Little Madi Ambos one step closer to walking on her own after cerebral palsy surgery in U.S.
Her favourite stuffie, purple iPad, and some apple juice — those were the first things little Madison Ambos asked for after waking up from life-changing surgery this week.
The three-year-old from Pickering underwent a three-and-a-half.hour operation Tuesday called Selective Dorsal Rhizotomy (SDR) at the St. Louis Children's Hospital in Missouri, to treat symptoms of Spastic Diplegia, a form of Cerebral Palsy.
"Feeling her legs for the first time was just unreal," said her mom Katherine Ambos, who's been documenting her daughter's journey on a blog called Madi Moves - Try And Keep Up!
"She's only ever had spastic little pointy legs. Now they are soft and squishy. She can move her ankles and feet."
Madi's surgeon, Dr. T. S. Park — who completed his fellowship training in Toronto — confirmed all of his pre-surgery predictions. He believes Madi will have a chance to walk on her own without her walker.
He also expects Madi will be able to take part in physical activities, something the Ambos family never imagined would be possible.
"When he told us all of that, that's when it hit us," said Ambos. "It was quite emotional."
Road to independence
For now, Madi must stay in hospital, lying flat on her back, which has been surprisingly easy for her energetic daughter, Ambos said laughing.
In a few days, she'll be discharged from hospital, but remain in St. Louis to begin physical therapy.
"It's an amazing hospital, everyone's been treating her like a queen," said Ambos.
SDR surgery returning to Toronto?
SDR surgery was once offered at the Hospital for Sick Children in Toronto.
After CBC Toronto shared Madi's story across the country, Ontario's Ministry of Health told the media that an advisory group had already been asked to investigate whether the province should offer the surgery again.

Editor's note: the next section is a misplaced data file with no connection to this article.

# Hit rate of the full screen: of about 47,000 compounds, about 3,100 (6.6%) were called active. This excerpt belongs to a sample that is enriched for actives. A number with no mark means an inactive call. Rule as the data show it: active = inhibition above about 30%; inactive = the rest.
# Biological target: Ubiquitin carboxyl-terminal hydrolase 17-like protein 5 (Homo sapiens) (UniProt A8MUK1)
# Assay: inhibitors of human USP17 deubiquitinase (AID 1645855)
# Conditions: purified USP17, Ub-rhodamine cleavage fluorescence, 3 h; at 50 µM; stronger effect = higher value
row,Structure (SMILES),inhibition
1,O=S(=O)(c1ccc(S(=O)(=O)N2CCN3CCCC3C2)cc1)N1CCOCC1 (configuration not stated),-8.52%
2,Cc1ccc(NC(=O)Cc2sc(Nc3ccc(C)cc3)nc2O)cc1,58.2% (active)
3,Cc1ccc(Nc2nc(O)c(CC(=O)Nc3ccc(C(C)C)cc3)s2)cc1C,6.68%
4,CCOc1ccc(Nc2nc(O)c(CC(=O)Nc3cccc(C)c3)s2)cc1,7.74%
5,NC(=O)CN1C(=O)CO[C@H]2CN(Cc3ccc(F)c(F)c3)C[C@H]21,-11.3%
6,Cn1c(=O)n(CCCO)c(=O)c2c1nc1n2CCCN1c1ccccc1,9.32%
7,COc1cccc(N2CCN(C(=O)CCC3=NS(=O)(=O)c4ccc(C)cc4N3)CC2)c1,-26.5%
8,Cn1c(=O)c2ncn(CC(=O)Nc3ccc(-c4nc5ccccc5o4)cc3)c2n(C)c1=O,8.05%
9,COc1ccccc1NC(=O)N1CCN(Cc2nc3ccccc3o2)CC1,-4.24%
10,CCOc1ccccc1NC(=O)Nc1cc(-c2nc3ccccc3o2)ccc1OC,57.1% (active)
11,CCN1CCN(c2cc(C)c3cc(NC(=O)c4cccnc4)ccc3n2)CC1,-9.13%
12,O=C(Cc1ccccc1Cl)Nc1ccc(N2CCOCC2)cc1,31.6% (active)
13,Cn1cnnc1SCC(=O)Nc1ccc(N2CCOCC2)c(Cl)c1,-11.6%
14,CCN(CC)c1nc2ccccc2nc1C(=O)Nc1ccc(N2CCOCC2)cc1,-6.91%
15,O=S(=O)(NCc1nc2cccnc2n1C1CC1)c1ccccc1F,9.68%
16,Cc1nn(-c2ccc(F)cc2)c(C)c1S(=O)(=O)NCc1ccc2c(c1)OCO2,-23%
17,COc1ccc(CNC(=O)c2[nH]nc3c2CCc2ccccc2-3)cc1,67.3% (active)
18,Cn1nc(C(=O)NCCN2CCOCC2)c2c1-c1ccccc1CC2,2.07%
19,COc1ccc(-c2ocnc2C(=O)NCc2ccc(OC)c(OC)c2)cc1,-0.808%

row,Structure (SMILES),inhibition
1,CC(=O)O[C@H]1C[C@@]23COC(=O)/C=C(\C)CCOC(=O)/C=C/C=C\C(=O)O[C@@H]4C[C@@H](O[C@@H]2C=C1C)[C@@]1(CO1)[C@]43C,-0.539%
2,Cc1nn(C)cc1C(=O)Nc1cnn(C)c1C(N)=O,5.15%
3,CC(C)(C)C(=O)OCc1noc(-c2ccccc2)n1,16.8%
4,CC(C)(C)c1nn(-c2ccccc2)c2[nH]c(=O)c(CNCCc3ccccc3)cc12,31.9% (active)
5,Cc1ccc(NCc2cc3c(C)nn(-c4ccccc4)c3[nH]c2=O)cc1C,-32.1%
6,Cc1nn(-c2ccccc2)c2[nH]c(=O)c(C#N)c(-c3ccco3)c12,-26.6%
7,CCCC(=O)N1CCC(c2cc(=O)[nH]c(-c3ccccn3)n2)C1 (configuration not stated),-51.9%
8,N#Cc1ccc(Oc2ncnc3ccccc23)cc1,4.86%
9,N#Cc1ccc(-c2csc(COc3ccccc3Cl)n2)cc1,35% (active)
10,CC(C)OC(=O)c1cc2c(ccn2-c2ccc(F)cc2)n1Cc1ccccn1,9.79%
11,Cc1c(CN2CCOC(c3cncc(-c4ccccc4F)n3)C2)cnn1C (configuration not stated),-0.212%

At the time, Health Minister Eric Hoskins said he'd received a joint proposal from youth rehab hospital Holland Bloorview and Sick Kids to create a clinic here that would provide both the operation and rehabilitation.
CBC Toronto contacted Hoskins Thursday for an update, but requests for information were not answered.
Ambos says while she's grateful for Madi's surgery, she's also thinking of the families she's met closer to home, who are hoping their children can travel south for the same surgery.
After sharing their frustration with all of the red tape they faced trying to qualify for OHIP coverage, the Ambos were delighted when the province agreed to cover the $30,000 US cost of Madi's operation.
Ambos says since then, she understands a number of families have had an easier time dealing with OHIP.
"All the families have been listened to. We're so thrilled Madison's story helped with that," said Ambos.
"We're not sure what the outcomes will be for those families, but it's a big step forward in a short amount of time."
The family raised more than $147,000 in a GoFundMe campaign when they thought they would be paying for the surgery, and additional required costs, including rehab and special equipment.
Now, they will use the money that's left over to help others, Ambos said, adding that she hopes the provincial government looks at how much money parents of children with special needs spend on therapies for their kids.